Head Start in Paris: India Launches International Solar Alliance on Inaugural Day of Climate Talks
Anjali Jaiswal, Senior Attorney, San Francisco. Co-authored by NRDC’s Meredith Connolly, Nehmat Kaur, and Anjali Jaiswal
Indian Prime Minister Narendra Modi and French President François Hollande, along with world leaders, launched the International Solar Alliance on the inaugural day of the U.N. Climate Summit in Paris. The solar alliance brings together key countries and invites over 100 solar-rich countries to propel clean energy and protect the climate. The cooperation demonstrated by both developed and developing countries in launching the solar alliance gives a head start to the collective, flexible cooperation needed to hammer out an international agreement in Paris to sustainably and effectively fight climate pollution.
“We must turn to solar to power our future,” urged Prime Minister Modi in launching the International Solar Alliance. President Hollande praised India’s leadership and called for France and others to mobilize finance and technology to achieve climate justice during the summit. Indian Power Minister Piyush Goyal explained, “We share collective ambition to take innovative, concerted efforts to reduce the cost of finance and technology for solar energy.”
The International Solar Alliance invites countries located between the Tropics of Cancer and Capricorn to join, including many African and Asian nations, Australia, New Zealand, Brazil, France, China and the United States. Prime Minister Modi estimates $100 billion will be needed annually by 2020 to finance the clean power initiative. India’s National Institute of Solar Energy will lead the coordination of the solar alliance initiative for the first five years. The International Solar Alliance is part of India’s effort to advance a low-carbon economy, including domestic targets to install 100 gigawatts of solar energy by 2022. Prime Minister Modi also marked India’s progress, noting that India’s current installed solar energy capacity of 4 gigawatts will jump to 12 gigawatts by the end of 2016.
Key features of the International Solar Alliance
- Collaborate on research and development of new and affordable solar energy technologies
- Share regulatory and policy frameworks
- Exchange best practices for solar energy development and installation
- Promote joint efforts and programs to train a skilled workforce
- Cooperate on common industry standards
- Partner on attracting financial investments and creating innovative financing mechanisms
The launch of the International Solar Alliance shows the flexibility and cooperation needed at the negotiations to achieve a strong agreement to reduce global warming pollution. In applauding India for its innovation and leadership in solar energy, UN Secretary General Ban Ki-moon urged leaders to take even great action this week and to come together to protect our planet and fight climate change.
“We cannot waste any more time. Let’s meet in the middle. All countries must be part of the solution.” ~ Secretary General Ban Ki-moon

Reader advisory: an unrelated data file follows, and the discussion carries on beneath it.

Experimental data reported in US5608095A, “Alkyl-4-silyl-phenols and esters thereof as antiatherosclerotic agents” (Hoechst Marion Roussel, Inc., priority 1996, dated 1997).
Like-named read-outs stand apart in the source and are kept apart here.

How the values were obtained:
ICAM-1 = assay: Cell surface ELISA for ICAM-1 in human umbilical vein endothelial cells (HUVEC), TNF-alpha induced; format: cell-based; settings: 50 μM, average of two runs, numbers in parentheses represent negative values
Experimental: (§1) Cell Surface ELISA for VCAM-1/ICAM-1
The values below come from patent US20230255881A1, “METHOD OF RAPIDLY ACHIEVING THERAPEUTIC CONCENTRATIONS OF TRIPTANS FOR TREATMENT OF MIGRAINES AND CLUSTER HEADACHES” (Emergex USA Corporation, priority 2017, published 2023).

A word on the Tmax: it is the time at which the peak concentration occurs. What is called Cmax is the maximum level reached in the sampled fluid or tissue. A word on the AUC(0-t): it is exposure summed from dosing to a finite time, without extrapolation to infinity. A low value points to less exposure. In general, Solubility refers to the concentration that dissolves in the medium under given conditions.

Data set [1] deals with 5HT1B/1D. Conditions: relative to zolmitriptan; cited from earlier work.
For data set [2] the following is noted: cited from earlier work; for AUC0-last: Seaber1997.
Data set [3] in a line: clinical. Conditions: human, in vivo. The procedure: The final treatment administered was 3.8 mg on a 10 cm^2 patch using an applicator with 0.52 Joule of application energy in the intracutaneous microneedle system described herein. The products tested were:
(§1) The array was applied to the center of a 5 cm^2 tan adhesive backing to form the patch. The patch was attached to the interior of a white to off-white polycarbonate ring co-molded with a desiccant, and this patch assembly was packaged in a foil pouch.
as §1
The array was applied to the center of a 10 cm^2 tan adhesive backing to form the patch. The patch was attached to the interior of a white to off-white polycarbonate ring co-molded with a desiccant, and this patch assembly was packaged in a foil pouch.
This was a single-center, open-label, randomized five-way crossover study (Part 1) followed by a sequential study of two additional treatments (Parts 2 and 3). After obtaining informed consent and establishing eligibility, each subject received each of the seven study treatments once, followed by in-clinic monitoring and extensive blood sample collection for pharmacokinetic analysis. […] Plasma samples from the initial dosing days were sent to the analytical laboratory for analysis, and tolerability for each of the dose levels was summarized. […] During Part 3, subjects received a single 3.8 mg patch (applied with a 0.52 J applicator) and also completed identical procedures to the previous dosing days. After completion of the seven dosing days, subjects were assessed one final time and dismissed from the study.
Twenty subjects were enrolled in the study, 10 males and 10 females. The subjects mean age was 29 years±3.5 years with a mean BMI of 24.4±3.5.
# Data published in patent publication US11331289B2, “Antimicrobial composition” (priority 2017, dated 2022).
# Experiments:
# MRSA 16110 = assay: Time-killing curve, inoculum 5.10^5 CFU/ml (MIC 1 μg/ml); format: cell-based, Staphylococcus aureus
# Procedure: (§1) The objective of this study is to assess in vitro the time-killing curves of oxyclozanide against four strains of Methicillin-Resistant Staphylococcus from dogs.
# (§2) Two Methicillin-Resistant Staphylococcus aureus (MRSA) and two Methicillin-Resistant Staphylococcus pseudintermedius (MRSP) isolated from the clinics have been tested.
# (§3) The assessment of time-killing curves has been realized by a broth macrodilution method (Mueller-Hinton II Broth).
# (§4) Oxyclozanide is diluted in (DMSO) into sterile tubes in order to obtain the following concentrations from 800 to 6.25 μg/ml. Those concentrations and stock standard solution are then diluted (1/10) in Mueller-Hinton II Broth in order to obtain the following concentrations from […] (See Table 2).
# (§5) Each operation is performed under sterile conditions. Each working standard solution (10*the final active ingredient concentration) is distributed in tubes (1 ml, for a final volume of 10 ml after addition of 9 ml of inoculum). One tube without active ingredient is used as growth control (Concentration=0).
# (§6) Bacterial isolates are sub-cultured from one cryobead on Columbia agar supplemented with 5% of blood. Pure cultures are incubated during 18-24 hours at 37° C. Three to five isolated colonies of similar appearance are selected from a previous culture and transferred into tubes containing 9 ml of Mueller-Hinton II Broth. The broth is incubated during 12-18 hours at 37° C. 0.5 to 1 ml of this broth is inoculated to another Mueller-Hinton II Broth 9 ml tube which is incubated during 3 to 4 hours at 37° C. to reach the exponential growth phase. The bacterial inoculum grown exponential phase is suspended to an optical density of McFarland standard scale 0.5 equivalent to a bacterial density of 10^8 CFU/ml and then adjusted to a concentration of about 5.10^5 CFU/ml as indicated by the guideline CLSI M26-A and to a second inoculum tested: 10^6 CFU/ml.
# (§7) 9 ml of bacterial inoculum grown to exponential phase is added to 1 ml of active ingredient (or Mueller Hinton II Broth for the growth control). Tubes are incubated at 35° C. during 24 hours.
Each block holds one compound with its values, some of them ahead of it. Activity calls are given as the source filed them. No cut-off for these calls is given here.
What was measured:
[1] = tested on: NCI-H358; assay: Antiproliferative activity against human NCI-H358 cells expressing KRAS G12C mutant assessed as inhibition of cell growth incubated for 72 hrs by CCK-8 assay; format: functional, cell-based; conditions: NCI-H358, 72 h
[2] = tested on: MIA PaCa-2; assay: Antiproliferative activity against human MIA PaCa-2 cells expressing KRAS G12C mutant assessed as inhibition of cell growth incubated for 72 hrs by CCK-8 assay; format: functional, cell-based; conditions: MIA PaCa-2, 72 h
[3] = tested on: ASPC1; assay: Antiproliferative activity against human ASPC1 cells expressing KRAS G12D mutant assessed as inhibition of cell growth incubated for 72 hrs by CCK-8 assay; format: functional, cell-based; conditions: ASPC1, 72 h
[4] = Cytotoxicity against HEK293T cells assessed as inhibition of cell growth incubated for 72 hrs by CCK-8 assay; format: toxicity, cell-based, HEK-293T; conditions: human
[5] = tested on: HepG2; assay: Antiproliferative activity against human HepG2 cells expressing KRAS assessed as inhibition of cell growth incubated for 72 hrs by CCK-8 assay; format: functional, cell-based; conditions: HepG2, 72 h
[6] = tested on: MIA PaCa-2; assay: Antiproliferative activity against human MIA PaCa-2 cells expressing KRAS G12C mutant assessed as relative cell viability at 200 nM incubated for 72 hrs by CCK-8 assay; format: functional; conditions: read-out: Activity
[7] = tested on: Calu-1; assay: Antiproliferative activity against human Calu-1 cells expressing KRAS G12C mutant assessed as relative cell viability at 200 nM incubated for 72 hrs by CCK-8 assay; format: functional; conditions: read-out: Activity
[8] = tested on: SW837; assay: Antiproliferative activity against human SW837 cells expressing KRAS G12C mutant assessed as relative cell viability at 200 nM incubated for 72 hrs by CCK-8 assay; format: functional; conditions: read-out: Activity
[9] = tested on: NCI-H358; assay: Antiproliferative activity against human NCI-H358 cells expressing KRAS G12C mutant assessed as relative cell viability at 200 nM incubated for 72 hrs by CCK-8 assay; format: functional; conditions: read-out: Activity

NRDC’s full statement is available here.
Following is a statement by Rhea Suh, President of the Natural Resources Defense Council:
“This unprecedented international solar collaboration sets an encouraging tone as country representatives gather today to reach a new global climate agreement. India’s leading role in forming an International Solar Alliance anchors its own climate commitment to ramp up renewable energy. It also has the potential to propel international solar markets forward, all while fighting climate change, improving global health and boosting economies.”
Following is a statement by Anjali Jaiswal, India Initiative Director for the Natural Resources Defense Council:
“Coupled with its comprehensive solar program aiming to reach 100 gigawatts by 2022, India has once again positioned itself as a global leader in clean energy. The International Solar Alliance aims to expand solar power primarily in countries that are resource-rich but energy poor, where clean energy solutions are most needed. Developing affordable solar technologies and attracting the considerable investment required to finance the envisioned solar transition are critical steps to support India and other countries to achieve their ambitious clean energy goals set as part of the Paris negotiations.”
Following is a statement by JingJing Qian, China Program Director for the Natural Resources Defense Council:
“As the world’s solar market leader, China has much to offer and can benefit greatly from its participation in the International Solar Alliance. China has pledged to cap its carbon emissions within 15 years, primarily through transitioning to solar and wind energy to power its development. With the U.S. and China joining India, along with over 100 other nations, to support this solar alliance on the first day of the UN climate negotiations, the majority of greenhouse gas emitters are demonstrating tremendous leadership to develop sustainably while curbing climate change.”
Following is a statement by Dr. Arunabha Ghosh, CEO of the Council on Energy, Environment and Water:
“The launch of the International Solar Alliance (ISA) is a historic step for global cooperation and a much needed boost for a low-carbon future. Under India’s leadership, the ISA could inspire and support several developed and developing countries to advance on a clean energy pathway by lowering financing costs, developing common standards, encouraging knowledge sharing and facilitating R&D collaborations and co-development of technologies to meet the Sustainable Development Goals (SDGs) announced earlier this year. India has emerged as the natural leader for this alliance, with its ambitious targets to install 175 GW of renewable energy by 2022, and non-fossil fuel electricity generating systems accounting for 40% of the cumulative installed capacity by 2030.”